Payments by the Secretary

NPRM would:

  • Add §168.164(d)(3) allowing ED to pay Title IV credit balance refunds directly to students using a method established or authorized by the Secretary of Education and published in the Federal Register. [Discussion on pgs. 28496-28497]

Concern: This proposed change is dangerously broad. It would significantly alter administration of the federal student aid programs, prompting massive changes for both the department and institutions of higher education. Any such proposal should be subject to negotiated rulemaking, as well as public review and comments. Further, having ED pay students directly would become more complicated and confusing for students because institutions would remain responsible for disbursing non-Title IV refunds, resulting in two parallel processes.

Existing Account as Default Option

NPRM would:

  • Require, through §668.164(d)(4)(B)(1), an institution to list a student's existing financial account as the first and default option when selecting how to receive his or her Title IV credit balance refund. [Discussion on pgs. 28500-28501]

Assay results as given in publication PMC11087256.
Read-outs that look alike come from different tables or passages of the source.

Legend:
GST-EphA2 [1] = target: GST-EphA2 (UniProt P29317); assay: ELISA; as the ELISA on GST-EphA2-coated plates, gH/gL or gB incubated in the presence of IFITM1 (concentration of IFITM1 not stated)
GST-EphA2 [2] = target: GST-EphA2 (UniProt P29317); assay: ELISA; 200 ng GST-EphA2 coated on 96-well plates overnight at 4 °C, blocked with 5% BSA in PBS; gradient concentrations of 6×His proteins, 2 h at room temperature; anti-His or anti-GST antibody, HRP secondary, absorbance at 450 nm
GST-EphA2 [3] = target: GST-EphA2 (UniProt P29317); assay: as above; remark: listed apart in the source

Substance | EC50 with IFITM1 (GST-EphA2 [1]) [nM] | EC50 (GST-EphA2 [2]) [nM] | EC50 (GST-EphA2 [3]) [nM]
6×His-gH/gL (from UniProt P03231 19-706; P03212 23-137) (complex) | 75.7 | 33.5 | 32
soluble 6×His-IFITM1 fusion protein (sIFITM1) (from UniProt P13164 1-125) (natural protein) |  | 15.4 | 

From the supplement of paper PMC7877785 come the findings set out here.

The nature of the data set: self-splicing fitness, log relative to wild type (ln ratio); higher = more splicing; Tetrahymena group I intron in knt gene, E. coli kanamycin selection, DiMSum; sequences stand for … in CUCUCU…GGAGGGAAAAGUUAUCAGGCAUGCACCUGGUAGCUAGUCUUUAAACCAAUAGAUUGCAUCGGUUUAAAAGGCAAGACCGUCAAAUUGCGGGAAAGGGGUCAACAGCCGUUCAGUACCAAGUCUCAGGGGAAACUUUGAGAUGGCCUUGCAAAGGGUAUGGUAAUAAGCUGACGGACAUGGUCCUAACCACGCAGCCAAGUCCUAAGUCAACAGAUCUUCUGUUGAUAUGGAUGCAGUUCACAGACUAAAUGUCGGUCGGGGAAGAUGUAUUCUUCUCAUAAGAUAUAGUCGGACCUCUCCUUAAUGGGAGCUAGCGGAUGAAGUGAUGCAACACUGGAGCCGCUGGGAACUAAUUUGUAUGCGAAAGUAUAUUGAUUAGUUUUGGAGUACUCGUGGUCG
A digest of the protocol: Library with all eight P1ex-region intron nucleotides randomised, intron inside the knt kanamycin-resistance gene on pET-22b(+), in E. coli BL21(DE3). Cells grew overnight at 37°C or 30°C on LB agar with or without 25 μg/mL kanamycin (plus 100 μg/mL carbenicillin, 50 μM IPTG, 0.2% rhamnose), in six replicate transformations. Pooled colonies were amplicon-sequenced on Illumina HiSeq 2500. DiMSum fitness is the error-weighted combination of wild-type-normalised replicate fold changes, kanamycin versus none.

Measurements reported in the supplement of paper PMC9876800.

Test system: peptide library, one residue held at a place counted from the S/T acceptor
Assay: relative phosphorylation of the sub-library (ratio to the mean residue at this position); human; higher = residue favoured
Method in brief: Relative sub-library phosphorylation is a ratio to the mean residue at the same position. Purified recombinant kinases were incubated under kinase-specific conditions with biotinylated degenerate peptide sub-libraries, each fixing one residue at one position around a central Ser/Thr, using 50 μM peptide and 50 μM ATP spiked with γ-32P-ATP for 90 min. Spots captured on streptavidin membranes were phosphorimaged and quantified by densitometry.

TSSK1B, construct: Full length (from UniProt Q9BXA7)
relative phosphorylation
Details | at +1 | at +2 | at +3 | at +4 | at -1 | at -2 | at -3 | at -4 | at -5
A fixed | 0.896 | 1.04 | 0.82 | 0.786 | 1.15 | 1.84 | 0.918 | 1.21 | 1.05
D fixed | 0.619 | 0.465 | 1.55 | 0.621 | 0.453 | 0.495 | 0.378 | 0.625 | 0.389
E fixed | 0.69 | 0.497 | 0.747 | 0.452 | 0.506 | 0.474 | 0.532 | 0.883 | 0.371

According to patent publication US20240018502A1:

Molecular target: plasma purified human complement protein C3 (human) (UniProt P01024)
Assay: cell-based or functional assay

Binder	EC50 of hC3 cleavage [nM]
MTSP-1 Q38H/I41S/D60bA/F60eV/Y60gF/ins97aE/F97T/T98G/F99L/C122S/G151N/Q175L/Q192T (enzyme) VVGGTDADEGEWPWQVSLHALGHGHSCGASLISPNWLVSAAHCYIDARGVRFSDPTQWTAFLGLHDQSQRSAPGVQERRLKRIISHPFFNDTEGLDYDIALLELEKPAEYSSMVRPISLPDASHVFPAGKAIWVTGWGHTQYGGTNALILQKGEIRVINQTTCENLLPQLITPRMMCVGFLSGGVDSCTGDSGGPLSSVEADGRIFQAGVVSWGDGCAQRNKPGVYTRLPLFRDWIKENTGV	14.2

Concern: Listing an existing bank account first, among the choices for receiving Title IV credit balance refunds, makes it clear that a student is not required to use a sponsored account. It is unclear, however, what ED means by making that method the "default." If a student does not select how to receive the credit balance refund, a school would have no way to disburse - as the default method - to the student's existing account, because it would not have the account EFT information. If no method for receiving a refund is selected, the only way an institution can comply with the requirement to disburse credit balance refunds within 14 days is to issue a check and mail it to the address on file.